MLB Opening Day roundtable: What’s your favorite baseball stadium?

Opening Day has arrived. The 2021 MLB regular season begins Thursday, and we have you covered with bold predictions, top storylines, best bets, and power rankings. Here are our season predictions and awards predictions.

Throughout the season my fellow CBS Sports MLB scribes and I will bring you a weekly roundtable breaking down, well, pretty much anything. The latest news, a historical question, thoughts about the future of baseball, all sorts of stuff. Last week we debated the best team in New York. This week we’re going to discuss our favorite MLB ballparks.

What is your favorite MLB ballpark, past or present?

R.J. Anderson: Oriole Park at Camden Yards. It has everything you’d want from a ballpark: a great sightline; some signature features (though it being a model for an entire generation of stadiums might cheapen that aspect for some); and a lively atmosphere in a walkable area. (Baltimore is an underappreciated city in general.) The fans themselves deserve much better than their management seems intent on delivering to them, too. This is a group that once gave J.J. Hardy multiple standing ovations, for cripes sake. 

Matt Snyder: Wrigley Field. 

Full disclosure here is there’s so much nostalgia and, yes, bias (which has become far too evil a word in this day and age regarding media, but I digress) due to my childhood. I’ve been there hundreds of times starting with my first game before I could even walk. The aesthetics with the ivy and old scoreboard in center field are unmatched for me and bring a feeling one can’t properly describe in words. The efforts in recent years to repair the relative dump it had become are working and making it better. The video boards don’t bother me at all, in fact, I like it better now. 

If I was forced to go away from Wrigley and make it a fair fight, I’d pick San Francisco’s Oracle Park. I love absolutely everything about it. The location is excellent, the skyline with the Bay Bridge — especially if you’re in the upper deck in right field — is a breathtaking view and the oddball dimensions of the playing surface itself were a nice touch, especially with the splash landing home runs in McCovey Cove.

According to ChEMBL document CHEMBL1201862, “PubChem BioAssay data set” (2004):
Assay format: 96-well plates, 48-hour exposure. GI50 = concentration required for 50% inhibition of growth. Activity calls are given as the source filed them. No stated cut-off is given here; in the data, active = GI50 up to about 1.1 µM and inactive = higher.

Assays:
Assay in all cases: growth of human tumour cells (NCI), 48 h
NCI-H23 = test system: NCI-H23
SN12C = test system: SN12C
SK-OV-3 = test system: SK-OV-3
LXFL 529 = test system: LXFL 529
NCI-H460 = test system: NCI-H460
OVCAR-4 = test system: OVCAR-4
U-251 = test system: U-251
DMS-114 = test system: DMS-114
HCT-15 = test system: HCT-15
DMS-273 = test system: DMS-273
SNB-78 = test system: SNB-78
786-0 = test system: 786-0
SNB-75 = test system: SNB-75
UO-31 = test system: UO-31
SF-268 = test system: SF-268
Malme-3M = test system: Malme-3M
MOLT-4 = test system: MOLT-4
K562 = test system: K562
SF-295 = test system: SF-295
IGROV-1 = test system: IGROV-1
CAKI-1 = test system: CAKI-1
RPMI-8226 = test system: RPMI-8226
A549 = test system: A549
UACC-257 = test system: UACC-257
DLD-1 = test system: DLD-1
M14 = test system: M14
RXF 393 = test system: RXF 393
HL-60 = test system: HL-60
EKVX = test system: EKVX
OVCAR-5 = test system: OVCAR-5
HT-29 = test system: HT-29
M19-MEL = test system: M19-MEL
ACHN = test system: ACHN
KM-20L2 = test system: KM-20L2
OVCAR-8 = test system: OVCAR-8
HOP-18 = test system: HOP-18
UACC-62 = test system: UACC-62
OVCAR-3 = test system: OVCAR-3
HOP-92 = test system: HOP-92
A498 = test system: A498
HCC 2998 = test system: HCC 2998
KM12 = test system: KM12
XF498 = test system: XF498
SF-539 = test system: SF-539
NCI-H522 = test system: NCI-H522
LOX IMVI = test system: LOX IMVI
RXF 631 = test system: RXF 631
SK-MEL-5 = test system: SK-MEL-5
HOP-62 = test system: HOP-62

Dayn Perry: I’ll go with PNC in Pittsburgh. Great sightlines inside the park, great view of downtown Pittsburgh. I also love that, unlike a lot of newer ballparks, it seems made to fit the city rather than the other way around. The less said about the team on the field, the better. 

Mike Axisa: Although I haven’t been there since this game, I’m going with PNC Park in Pittsburgh, and I echo everything Dayn said. There’s not a bad seat in the house and the view of the Pittsburgh skyline is outstanding. Plus you can leave the park after a game, cross the bridge, and you’re right downtown. The team is very bad but the ballpark is A+.

Oracle Park in San Francisco, Petco Park in San Diego, and Camden Yards in Baltimore are in my next tier. I liked Minute Maid Park in Houston and Comerica Park in Detroit more than I thought I would once I had a chance to visit. I grew up going to games at the old Yankee Stadium and Shea Stadium, so they’re special to me. Target Field in Minneapolis and T-Mobile Park in Seattle are on my must-visit list. Haven’t been to either yet but I’ve heard nothing but great things.

Katherine Acquavella: Camden Yards is my favorite. PNC and AT&T (I guess, Oracle now) round out my top three. Going to a baseball game at Camden Yards always feels like an authentic experience and true reflection of the city of Baltimore. From the B&O Warehouse to Eutaw Street to the crab cakes available at the concession stand, Camden Yards feels sincere to its location. Plus, it doesn’t hurt that there’s really not a bad seat.

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